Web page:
An image from ‘Skins & Punks’, a new book by photographer Gavin Watson that documents the punk subculture between 1978 and 1985. Pictured is Watson’s friend Nev in his other friend Kelley’s clothes in 1983. As the book’s champion, Vice Magazine Editor Andy Capper, explains in the intro, having pride in your appearance was a "very working class British thing".
"This is the last photo in the book because it symbolises when we all stopped being skinheads after a little thing called ecstasy started to come into the country," Watson explains. "This shows us all getting over our hangovers at the back of our house on a very sunny Sunday afternoon, hours after coming back from one of our first raves."
One of the few self-portraits of the photographer Gavin Watson in his new book Skins & Punks. Watson says that his inspiration, as a working class boy, came from comics.
Two of photographer Gavin Watson’s friends Alison and Jane in 1981. The photographer’s new book, Skins & Punks, is out now, published by Vice, and documents the era between 1978 and 1985. It features a foreword from Shane Meadows, who admits Watson’s original book Skins was a big inspiration for his film This Is England.
Photographer Gavin Watson and his girlfriend at the time, Rachel, in 1982, in his new book Skins & Punks, which is out now published by Vice. The book is a collection of pictures taken around Watson’s home town of High Wycombe in the late seventies and early eighties.
This is two local characters – Godard and Busby – in Wycombe town centre in 1983. Photographer Gavin Watson spent years documenting the youth of his hometown, a place he describes as "pretty rough". One memory Gavin has is of his first day at school, when a gang of kids attacked the school with nails in their boots and had to be fought off by the woodwork teacher.
"What makes Gavin’s photos so special," director Shane Meadows says in the book’s introduction, "is that when you look at them, there’s clearly trust from the subject towards the photographer so it feels like you’re in the photo rather than observing." It’s this trust that gives Skins & Punks such an honest insight into one of the most misunderstood youth movements.
Despite the fact that Union Jack imagery permeates the book and one kid even offers a ‘Sieg Heil’ salute, Gavin Watson explains the idea of skinheads as racists is completely wrong. "That’s only because posh university people who write for national newspapers are too scared to go out and find the facts about people," he says.
This shot was taken at a key stomping ground in Wycombe, Micklefield School playground, in 1982. Gavin Watson’s new book Skins & Punks is out now published by Vice. Watson has worked for a whole range of people from Levi’s to iD and various music magazines.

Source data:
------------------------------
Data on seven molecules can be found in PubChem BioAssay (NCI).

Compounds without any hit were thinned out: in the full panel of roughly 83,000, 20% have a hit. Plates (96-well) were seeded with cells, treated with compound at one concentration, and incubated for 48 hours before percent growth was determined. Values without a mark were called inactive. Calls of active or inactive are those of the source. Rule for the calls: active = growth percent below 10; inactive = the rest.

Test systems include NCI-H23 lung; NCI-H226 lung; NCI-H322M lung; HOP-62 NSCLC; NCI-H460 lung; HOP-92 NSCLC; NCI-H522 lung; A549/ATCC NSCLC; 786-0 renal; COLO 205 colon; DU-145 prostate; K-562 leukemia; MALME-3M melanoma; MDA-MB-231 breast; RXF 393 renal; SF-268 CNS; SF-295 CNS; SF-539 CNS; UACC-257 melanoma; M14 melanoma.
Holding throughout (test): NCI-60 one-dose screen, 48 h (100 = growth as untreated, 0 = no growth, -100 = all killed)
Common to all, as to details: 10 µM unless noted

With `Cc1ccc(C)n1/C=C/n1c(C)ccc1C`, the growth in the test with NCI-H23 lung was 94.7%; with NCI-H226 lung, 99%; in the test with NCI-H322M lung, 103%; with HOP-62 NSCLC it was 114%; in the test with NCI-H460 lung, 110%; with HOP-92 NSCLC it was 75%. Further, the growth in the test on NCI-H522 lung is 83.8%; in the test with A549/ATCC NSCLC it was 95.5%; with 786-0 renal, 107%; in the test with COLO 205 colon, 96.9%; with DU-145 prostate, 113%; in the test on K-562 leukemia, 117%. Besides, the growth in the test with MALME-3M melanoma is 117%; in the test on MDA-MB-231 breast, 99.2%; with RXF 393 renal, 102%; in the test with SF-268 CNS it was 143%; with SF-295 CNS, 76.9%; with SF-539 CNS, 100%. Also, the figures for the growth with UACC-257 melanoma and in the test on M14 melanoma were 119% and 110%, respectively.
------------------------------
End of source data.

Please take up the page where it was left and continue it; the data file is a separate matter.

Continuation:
Local boy Symond with his motorbike in 1980. In an interview with photographer Gavin Watson in the book’s introduction, Vice Editor Andy Capper asks him how he feels looking back at these shots. "It’s a rollercoaster of emotions," he replies. "It’s complex. I guess one main emotion is that I feel sad that when I look at all these photos there’s not really been that many success stories come out of that gang."
Local skins Lee Spencer and Stuart Edema in Hatters Lane in 1981. Gavin Watson’s follow up to his seminal book of photography Punks, Punks & Skins is out now published by Vice.
High Wycombe’s The Octagon in 1980. Skins & Punks is a history of the two youth movements between 1978 and 1985. According to photographer Gavin Watson, they got on pretty well, bar the odd "gassing", which involved tear-gas pellets brought back from the conflict in Northern Ireland.
Skins & Punks is compiled from what photographer Gavin Watson calls his "Box of Death", a collection of thousands of photos of Gavin’s life and his family and friends that never made it into the original Skins book.
Upon its publication in 1994, the original Skins book was hailed as "a modern classic" by The Times and influenced everyone from Terry Richardson to Jurgen Teller, setting the standard for youth photography. This shot is taken from the follow-up book Skins & Punks, out now.
Skins & Punks is a visual celebration of a unique era in Britain’s – especially High Wycombe’s – history, and even has a shot of a young-looking Alan McGee making tea. These skins were shot in Wycombe centre in 1984.
Gavin Watson’s great archive of photos of skinheads and punks began life as a small collection of pictures of family and friends. In the intro to his new book he explains his love of photography began during a trip to Woolworths (RIP) when he had to choose between a pair of binoculars and a camera.
Skins And Punks is the follow-up to photographer Gavin Watson’s cult book Skins, and documents the youth movement between 1978 and 1985. It’s published by Vice and only saw the light of day after Vice’s UK Editor Andy Capper persuaded Watson not to throw his box of photos in the Thames.